Cocaine addiction has dangerous effects. Learn how to spot the drug addiction in your loved one.
Cocaine is a stimulant drug that has been one of the most popular drug addictions and a major part of emergency room visits. Most cocaine is harvested and created into a powder in South America and imported into the United States. It’s bought illegally, and it can be injected, insufflated (sniffed), swallowed, or even applied rectally. It is one of the most expensive drugs in the illegal market, but it is still one of the most popular among drug addicts.
Signs of Cocaine Abuse
Because cocaine is “cut” and diluted in so many ways, the signs of abuse vary among purity and the chemical with which it was cut. There are several common factors that are a part of cocaine addiction, however, and the drug addiction symptoms are common among all drug addicts.
CNS and Psychiatric Effects.
Most cocaine drug users have a strong sense of happiness and increased energy. Cocaine addicts also feel a sense of grandeur which is often referred to as cocainomania. With increase and prolonged use, the good feelings the addict has will give in to restlessness, apprehension, cold sweats, tremors, twitching, and even hallucinations. The major side effects of cocaine drug use are deadly such as seizures, loss of consciousness, and irregular heartbeats.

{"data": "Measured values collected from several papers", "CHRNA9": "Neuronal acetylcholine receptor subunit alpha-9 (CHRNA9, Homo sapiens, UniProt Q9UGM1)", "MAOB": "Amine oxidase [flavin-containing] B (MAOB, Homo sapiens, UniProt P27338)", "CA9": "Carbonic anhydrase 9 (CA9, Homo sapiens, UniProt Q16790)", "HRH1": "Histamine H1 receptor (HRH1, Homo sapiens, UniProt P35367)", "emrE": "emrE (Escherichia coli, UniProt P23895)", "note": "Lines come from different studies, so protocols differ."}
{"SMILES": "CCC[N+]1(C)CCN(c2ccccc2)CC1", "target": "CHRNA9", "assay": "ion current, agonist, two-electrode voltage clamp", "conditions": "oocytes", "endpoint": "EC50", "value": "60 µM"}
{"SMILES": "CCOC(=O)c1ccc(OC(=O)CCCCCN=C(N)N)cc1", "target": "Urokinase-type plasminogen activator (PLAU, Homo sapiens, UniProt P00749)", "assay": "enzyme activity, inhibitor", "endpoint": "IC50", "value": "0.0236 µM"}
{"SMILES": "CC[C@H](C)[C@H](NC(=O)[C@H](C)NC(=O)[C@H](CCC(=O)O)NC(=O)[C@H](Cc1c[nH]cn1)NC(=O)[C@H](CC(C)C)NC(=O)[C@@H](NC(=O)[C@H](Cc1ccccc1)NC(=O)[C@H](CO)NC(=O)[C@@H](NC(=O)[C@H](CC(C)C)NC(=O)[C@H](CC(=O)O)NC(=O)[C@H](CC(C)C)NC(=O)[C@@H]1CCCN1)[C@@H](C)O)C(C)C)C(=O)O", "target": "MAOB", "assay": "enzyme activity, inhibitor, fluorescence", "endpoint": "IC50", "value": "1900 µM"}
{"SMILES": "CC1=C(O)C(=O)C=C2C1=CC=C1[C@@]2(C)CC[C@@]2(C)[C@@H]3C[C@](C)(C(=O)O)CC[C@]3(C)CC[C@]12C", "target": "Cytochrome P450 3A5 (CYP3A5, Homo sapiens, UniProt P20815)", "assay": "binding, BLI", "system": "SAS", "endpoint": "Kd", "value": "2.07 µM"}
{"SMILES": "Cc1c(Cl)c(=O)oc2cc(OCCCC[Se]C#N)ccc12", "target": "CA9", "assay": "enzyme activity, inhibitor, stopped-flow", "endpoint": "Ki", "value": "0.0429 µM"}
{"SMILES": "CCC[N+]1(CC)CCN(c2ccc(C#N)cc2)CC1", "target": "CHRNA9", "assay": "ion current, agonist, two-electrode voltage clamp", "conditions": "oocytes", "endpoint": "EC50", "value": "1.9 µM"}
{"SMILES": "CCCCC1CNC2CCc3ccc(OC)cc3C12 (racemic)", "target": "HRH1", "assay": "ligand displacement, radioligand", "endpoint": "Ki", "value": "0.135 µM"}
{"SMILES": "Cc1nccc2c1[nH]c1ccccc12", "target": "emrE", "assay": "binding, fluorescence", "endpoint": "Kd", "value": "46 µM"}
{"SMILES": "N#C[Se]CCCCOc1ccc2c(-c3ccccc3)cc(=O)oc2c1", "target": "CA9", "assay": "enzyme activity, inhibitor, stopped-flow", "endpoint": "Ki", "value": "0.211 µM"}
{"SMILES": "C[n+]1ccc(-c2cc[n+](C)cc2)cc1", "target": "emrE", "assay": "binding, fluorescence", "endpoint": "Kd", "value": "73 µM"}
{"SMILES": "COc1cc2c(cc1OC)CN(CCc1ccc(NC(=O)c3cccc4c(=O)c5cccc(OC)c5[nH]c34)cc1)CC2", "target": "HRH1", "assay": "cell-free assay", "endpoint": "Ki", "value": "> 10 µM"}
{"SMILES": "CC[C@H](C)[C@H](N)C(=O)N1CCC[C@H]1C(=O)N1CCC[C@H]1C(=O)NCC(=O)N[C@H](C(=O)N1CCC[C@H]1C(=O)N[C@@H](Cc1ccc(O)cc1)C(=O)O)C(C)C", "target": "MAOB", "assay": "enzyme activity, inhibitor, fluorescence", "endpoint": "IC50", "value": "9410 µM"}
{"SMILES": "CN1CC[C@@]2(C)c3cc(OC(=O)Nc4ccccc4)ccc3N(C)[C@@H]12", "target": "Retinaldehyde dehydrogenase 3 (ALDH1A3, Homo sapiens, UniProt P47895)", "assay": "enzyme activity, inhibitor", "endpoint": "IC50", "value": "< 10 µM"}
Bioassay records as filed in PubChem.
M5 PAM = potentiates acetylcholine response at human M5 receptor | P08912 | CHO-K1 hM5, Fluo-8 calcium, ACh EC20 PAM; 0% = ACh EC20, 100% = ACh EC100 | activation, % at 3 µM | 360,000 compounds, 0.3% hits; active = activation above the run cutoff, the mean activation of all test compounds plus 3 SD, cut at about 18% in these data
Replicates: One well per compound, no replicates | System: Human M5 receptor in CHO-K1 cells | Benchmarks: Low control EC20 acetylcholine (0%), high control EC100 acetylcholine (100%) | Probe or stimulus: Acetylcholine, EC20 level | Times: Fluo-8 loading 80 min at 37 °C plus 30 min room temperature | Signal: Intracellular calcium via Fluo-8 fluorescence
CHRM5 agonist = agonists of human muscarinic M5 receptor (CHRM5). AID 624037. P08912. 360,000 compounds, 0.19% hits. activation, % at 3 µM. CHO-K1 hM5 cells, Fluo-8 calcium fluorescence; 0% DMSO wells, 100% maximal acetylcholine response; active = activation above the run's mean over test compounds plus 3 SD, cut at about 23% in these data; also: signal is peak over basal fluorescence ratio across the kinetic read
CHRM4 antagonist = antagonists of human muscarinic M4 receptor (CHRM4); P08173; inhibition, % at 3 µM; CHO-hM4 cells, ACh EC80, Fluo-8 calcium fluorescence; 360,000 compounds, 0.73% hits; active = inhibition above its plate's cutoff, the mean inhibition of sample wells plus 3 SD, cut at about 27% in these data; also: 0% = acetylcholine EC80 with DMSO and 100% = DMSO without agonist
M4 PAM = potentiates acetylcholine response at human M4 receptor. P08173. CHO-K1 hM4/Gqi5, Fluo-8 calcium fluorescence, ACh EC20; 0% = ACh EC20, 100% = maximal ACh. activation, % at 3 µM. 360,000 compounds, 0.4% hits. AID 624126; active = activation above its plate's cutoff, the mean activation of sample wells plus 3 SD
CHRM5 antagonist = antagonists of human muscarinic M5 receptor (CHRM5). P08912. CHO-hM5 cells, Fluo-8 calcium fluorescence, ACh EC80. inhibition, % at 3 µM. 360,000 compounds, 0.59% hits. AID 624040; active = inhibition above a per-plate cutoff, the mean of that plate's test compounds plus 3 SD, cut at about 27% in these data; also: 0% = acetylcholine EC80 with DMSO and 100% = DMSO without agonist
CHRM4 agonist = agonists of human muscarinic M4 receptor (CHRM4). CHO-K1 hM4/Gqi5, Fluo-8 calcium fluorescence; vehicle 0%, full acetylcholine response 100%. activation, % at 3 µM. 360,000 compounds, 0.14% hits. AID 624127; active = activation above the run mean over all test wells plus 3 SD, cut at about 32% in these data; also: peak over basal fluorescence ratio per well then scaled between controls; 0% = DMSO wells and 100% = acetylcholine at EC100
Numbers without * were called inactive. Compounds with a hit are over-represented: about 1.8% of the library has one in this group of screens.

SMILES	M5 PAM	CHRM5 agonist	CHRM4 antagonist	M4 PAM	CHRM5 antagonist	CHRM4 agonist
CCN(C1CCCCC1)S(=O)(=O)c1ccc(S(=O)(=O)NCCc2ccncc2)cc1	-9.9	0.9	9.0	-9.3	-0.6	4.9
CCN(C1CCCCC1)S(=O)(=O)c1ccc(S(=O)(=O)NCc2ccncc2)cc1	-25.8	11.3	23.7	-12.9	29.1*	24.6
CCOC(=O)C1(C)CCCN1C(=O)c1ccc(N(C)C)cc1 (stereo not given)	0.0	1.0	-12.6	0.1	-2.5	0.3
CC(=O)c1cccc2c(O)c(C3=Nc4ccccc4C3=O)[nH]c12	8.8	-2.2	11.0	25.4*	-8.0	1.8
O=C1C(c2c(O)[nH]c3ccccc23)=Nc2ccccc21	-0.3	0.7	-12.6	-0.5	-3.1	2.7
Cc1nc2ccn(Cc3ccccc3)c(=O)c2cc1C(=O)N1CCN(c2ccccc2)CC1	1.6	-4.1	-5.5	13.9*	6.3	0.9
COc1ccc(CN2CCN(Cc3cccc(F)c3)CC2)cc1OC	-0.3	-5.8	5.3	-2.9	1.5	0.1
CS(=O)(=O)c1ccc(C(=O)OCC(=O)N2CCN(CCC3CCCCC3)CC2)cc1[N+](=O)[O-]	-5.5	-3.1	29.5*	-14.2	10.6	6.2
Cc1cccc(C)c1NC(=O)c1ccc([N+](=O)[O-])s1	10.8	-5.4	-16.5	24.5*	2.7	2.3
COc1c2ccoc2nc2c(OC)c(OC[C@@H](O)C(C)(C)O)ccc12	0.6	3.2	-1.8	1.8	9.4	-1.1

Brain Side Effects.
The alteration of the brain to respond to environmental stimulus is greatly decreased during cocaine addiction. Dizziness, loss of consciousness, and seizures are among the most serious, but cocaine effects many neurotransmitters in the brain including norepinephrine, dopamine, serotonin, acetylcholine, and gamma-aminobutyric acid.
Ear, Nose, and Throat Effects.
Most cocaine drug abuse users eventually have irritations and extended deformities in their ears, nose, and throat. Of these side effects, nose bleeds and constant nasal stuffiness are among the most common. Severe cocaine drug abuse leads to a degradation of the septum (the membrane separating the nasal passages) causing difficulties in breathing. Cocaine drug abuse users try to counteract the nasal damage using over-the-counter products creating an even worse condition.
Cocaine abuse leads to an increased heart rate and a narrowing of the blood vessels. Many emergency room encounters with overdoses in cocaine abuse involve severe chest pains. The rabid heart rates lead to heart disease and a weakening in the walls of the aorta. The cardiovascular side effects are most disturbing since they can lead to sudden death from cardiac arrest.
If you suspect your loved one has a cocaine addiction, watch for signs of an overdose and call emergency personnel as soon as possible. Severe overdose can lead to seizures and death, so it is important to watch heart rate when loved ones have fallen to the urges of cocaine addiction.